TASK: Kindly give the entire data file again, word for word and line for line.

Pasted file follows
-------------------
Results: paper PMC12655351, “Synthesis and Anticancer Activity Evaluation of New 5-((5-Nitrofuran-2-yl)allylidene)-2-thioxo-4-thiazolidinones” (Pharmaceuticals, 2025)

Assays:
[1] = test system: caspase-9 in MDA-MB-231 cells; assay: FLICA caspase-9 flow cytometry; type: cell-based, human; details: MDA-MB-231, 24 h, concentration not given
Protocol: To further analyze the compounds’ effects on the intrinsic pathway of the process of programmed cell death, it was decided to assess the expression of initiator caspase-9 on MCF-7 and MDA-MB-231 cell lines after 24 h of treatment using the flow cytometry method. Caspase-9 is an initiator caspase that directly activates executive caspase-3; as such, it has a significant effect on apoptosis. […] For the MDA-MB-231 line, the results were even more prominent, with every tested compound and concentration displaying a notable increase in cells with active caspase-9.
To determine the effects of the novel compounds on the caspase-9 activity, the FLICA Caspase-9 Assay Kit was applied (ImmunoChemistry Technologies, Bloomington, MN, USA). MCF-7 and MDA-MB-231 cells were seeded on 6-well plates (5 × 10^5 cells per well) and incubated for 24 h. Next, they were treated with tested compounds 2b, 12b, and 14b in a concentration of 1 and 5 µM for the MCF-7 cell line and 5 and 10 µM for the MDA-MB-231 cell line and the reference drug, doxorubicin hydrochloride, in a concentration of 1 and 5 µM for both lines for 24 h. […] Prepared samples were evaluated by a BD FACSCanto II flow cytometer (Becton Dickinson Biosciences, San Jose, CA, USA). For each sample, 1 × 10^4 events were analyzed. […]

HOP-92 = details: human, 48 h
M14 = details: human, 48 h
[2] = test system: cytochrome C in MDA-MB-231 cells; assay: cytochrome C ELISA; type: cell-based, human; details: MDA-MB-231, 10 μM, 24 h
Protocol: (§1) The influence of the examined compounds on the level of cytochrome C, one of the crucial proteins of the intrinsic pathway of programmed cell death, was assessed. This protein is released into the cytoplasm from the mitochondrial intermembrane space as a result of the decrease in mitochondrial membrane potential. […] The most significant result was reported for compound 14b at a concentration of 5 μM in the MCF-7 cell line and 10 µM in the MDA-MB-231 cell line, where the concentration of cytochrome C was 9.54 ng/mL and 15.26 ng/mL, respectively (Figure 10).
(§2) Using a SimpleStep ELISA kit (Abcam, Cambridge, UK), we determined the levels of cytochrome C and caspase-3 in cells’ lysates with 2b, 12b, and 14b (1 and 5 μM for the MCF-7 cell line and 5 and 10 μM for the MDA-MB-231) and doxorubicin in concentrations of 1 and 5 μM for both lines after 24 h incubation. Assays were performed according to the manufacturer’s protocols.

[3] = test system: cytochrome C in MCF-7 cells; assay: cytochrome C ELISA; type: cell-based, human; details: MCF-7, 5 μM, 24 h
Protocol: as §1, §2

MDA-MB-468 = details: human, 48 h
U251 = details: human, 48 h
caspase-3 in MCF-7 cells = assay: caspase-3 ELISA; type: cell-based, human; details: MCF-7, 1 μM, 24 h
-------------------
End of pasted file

Results: paper PMC12655351, “Synthesis and Anticancer Activity Evaluation of New 5-((5-Nitrofuran-2-yl)allylidene)-2-thioxo-4-thiazolidinones” (Pharmaceuticals, 2025)

Assays:
[1] = test system: caspase-9 in MDA-MB-231 cells; assay: FLICA caspase-9 flow cytometry; type: cell-based, human; details: MDA-MB-231, 24 h, concentration not given
Protocol: To further analyze the compounds’ effects on the intrinsic pathway of the process of programmed cell death, it was decided to assess the expression of initiator caspase-9 on MCF-7 and MDA-MB-231 cell lines after 24 h of treatment using the flow cytometry method. Caspase-9 is an initiator caspase that directly activates executive caspase-3; as such, it has a significant effect on apoptosis. […] For the MDA-MB-231 line, the results were even more prominent, with every tested compound and concentration displaying a notable increase in cells with active caspase-9.
To determine the effects of the novel compounds on the caspase-9 activity, the FLICA Caspase-9 Assay Kit was applied (ImmunoChemistry Technologies, Bloomington, MN, USA). MCF-7 and MDA-MB-231 cells were seeded on 6-well plates (5 × 10^5 cells per well) and incubated for 24 h. Next, they were treated with tested compounds 2b, 12b, and 14b in a concentration of 1 and 5 µM for the MCF-7 cell line and 5 and 10 µM for the MDA-MB-231 cell line and the reference drug, doxorubicin hydrochloride, in a concentration of 1 and 5 µM for both lines for 24 h. […] Prepared samples were evaluated by a BD FACSCanto II flow cytometer (Becton Dickinson Biosciences, San Jose, CA, USA). For each sample, 1 × 10^4 events were analyzed. […]

HOP-92 = details: human, 48 h
M14 = details: human, 48 h
[2] = test system: cytochrome C in MDA-MB-231 cells; assay: cytochrome C ELISA; type: cell-based, human; details: MDA-MB-231, 10 μM, 24 h
Protocol: (§1) The influence of the examined compounds on the level of cytochrome C, one of the crucial proteins of the intrinsic pathway of programmed cell death, was assessed. This protein is released into the cytoplasm from the mitochondrial intermembrane space as a result of the decrease in mitochondrial membrane potential. […] The most significant result was reported for compound 14b at a concentration of 5 μM in the MCF-7 cell line and 10 µM in the MDA-MB-231 cell line, where the concentration of cytochrome C was 9.54 ng/mL and 15.26 ng/mL, respectively (Figure 10).
(§2) Using a SimpleStep ELISA kit (Abcam, Cambridge, UK), we determined the levels of cytochrome C and caspase-3 in cells’ lysates with 2b, 12b, and 14b (1 and 5 μM for the MCF-7 cell line and 5 and 10 μM for the MDA-MB-231) and doxorubicin in concentrations of 1 and 5 μM for both lines after 24 h incubation. Assays were performed according to the manufacturer’s protocols.

[3] = test system: cytochrome C in MCF-7 cells; assay: cytochrome C ELISA; type: cell-based, human; details: MCF-7, 5 μM, 24 h
Protocol: as §1, §2

MDA-MB-468 = details: human, 48 h
U251 = details: human, 48 h
caspase-3 in MCF-7 cells = assay: caspase-3 ELISA; type: cell-based, human; details: MCF-7, 1 μM, 24 h